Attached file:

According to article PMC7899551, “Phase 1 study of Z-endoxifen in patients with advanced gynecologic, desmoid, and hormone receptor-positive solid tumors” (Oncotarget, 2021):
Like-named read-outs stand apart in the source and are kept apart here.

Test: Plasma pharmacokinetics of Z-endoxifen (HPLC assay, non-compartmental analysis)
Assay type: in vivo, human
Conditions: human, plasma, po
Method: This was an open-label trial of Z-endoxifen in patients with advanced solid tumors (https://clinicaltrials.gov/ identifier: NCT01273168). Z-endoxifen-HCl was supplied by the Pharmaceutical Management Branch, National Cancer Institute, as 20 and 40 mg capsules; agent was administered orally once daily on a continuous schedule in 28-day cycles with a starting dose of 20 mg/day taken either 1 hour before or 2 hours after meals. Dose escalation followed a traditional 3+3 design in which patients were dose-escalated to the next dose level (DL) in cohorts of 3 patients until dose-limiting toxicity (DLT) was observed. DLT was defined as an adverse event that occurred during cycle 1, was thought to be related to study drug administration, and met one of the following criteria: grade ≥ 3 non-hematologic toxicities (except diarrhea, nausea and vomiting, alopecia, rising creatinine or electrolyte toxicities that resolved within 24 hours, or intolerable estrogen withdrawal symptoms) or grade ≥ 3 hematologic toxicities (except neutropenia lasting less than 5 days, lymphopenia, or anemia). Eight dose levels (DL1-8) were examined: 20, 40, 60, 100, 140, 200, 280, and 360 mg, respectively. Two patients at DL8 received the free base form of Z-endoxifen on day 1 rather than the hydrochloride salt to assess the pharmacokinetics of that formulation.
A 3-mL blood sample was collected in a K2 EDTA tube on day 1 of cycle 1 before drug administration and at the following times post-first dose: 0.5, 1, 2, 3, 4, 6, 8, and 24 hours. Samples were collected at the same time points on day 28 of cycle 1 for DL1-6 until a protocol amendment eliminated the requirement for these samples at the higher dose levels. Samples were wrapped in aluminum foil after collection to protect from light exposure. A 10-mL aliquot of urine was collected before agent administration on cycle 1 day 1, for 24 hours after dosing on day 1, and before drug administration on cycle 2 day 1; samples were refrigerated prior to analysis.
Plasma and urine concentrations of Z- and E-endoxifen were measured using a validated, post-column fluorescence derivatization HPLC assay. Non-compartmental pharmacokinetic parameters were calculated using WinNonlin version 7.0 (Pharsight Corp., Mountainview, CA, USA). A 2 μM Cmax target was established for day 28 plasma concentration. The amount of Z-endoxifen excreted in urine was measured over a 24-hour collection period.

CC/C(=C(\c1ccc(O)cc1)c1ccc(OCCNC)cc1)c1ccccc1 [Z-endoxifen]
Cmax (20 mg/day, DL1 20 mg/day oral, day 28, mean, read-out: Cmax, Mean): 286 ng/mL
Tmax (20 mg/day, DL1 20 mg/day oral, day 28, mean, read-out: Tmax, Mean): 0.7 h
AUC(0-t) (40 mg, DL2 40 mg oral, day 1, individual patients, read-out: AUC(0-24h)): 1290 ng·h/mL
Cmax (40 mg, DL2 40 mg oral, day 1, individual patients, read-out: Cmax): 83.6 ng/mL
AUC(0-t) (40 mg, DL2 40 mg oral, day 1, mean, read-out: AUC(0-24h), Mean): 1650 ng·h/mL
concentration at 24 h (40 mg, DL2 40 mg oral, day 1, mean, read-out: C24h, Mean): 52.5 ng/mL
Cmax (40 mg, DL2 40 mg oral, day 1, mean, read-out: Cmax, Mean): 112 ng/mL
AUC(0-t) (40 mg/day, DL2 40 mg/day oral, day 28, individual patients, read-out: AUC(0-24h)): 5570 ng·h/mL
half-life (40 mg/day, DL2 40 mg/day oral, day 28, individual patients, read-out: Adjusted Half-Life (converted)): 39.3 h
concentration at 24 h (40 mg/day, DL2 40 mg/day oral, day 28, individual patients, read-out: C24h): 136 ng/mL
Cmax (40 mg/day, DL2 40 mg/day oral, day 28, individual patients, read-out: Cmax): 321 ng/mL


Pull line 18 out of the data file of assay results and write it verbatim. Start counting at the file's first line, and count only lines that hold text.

half-life (40 mg/day, DL2 40 mg/day oral, day 28, individual patients, read-out: Adjusted Half-Life (converted)): 39.3 h